Tuesday, October 23, 2007

Evaluating Claims in Mackie’s Argument from Queerness

A major obstacle in engaging the culture and the today is the problem of Atheistic relativism. In the academy, fields like Philosophy and Ethics are marginalized and often dominated by traditions that reject the possibility of objective moral standards. In this post, I’m critiquing a short argument from contemporary ethics that is often used against the objective account morality that Catholicism is founded on.

J.L Mackie’s work, The Subjectivity of Values, sets out to develop an argument against the objectivity of value claims. He establishes from the start that his project is a wholly negative one, aiming mainly at showing what isn’t true without making claims about what follows from his critiques. The groundwork of his case relies on supplemented versions of what he calls the “the argument from queerness”. This argument existed prior to Mackie’s work in different forms, but his versions contain notable distinctions from claims made before him.

The argument from queerness stated plainly is that objective values, if they existed, would have to be something very outlandish in order to truly motivate our actions. Mackie writes that “If there were objective values, then they would be entities or qualities or relations of a very strange sort, utterly different from anything else in the universe”. His definition of a moral value is an entity that is undeniable and wholly self-evident to individuals who posses it. Something that unique could not be reasonably thought to exist by his naturalist account. He continues by stating that in order to be aware of something as otherworldly as objective values, human beings would have to possess some kind of special intuitive powers (which would be equally ridiculous).

First and foremost, the logical structure of Mackie’s argument takes a kind of reductio ad absurdum approach, which is itself a weak argument inasmuch as it depends on the reader’s agreement that such a conclusion would in fact be absurd to consider. Typically, this method of argumentation is most effective when it is able to demonstrate a true contradiction in the line of reasoning that it is evaluating. By taking for granted that the presuppositions of an argument are true, it can sometimes be made clear that the conclusions are obviously false, but I would not consider that to be the case for Mackie’s approach. The chain of reasoning in his argument is basically: if something is morally objective, then it would have to be able to motivate our actions; for an objective value to be motivating it would have to be categorical or unnatural, and a motivating-objective-unnatural entity would be something really bizarre, therefore, such things could not exist and there is no moral objectivity. My main point in addressing the structure of his approach is that the problem with making a reductio ad absurdum argument in this situation is that an equally persuasive claim could be made for a reductio on the contrary. Because many would see it as an equally ridiculous conclusion that morality is wholly non-objective.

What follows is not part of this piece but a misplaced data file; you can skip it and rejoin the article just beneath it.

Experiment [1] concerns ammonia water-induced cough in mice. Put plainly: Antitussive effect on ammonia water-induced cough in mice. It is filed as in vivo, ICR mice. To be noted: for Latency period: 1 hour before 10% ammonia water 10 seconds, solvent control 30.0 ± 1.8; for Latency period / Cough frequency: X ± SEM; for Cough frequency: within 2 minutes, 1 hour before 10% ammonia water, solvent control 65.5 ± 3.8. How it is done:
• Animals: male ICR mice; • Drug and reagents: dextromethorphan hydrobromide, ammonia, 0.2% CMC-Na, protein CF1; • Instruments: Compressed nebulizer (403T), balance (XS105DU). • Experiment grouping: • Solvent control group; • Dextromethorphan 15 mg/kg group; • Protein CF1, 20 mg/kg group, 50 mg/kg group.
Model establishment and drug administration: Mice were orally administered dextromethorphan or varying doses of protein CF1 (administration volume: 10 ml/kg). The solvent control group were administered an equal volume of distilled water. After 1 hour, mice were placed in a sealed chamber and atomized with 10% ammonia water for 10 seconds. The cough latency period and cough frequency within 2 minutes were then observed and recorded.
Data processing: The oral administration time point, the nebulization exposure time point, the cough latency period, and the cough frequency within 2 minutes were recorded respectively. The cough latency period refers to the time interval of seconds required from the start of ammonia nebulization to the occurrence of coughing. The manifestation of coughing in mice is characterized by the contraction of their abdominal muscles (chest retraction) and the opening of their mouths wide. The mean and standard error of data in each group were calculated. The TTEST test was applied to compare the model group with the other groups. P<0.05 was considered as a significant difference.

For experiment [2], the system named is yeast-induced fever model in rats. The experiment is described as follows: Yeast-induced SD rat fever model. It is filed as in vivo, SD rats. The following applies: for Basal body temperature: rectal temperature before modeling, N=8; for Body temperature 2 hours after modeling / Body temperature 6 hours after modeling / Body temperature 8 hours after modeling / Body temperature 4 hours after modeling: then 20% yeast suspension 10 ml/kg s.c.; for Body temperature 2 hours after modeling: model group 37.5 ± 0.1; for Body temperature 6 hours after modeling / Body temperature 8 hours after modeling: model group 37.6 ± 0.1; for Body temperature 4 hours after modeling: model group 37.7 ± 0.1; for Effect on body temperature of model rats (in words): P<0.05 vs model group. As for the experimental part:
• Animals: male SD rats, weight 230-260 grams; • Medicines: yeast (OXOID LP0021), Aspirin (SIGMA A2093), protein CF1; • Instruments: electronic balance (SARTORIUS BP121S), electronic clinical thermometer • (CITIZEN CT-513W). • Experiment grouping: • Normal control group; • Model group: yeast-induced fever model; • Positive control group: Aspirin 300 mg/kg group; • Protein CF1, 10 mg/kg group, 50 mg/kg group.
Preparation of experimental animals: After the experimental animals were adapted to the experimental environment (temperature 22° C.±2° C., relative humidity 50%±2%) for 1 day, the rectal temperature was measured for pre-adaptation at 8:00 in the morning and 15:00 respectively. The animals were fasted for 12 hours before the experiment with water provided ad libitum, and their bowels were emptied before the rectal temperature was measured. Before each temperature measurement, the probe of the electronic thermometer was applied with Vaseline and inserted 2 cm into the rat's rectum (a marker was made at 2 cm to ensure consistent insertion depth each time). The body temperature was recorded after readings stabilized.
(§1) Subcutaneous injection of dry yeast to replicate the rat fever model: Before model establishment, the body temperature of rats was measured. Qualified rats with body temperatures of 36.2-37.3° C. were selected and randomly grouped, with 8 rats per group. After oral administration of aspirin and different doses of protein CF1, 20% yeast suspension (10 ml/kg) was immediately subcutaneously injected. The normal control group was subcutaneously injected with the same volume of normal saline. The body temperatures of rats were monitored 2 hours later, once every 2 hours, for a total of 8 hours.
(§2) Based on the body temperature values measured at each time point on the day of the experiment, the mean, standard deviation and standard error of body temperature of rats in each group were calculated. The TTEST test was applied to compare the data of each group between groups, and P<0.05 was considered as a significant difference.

The crux of his argument rests on the presupposition of a wholly naturalistic account of reality. By establishing that only a non-natural entity could be the foundation for objective account of morality in Ethics, Mackie only succeeds in establishing that one couldn’t be both a naturalist and a moral realist. This is the main point of his argument that must be evaluated. Is anything but a strictly naturalistic account of reality absurd? Most Theists (with the majority of human tradition in their behind them) would say no.

An interesting element in Mackie’s claim is his assumption that moral objectivity must be defended by either some kind of categorical imperative or an intuitionalist account of reality. His argument against both is probably the most effective element of The Subjectivity of values. He establishes earlier in the text that “Moral sense or “intuition” is an initially more plausible description of what supplies many of our basic moral judgments than reason”. Thereby, discounting the idea of a truly foundational categorical imperative. Then he goes on to show that intuitionalism is not valid because it has no means of being evaluated due to its purely individualist nature. So in this sense Mackie successfully establishes that these accounts of morality are indeed queer (specifically the Kantian and Humean constructs in Ethics) but ultimately fails because of his inability to recognize the possibility of a basis for objective morality that relies on neither of these systems.

No comments: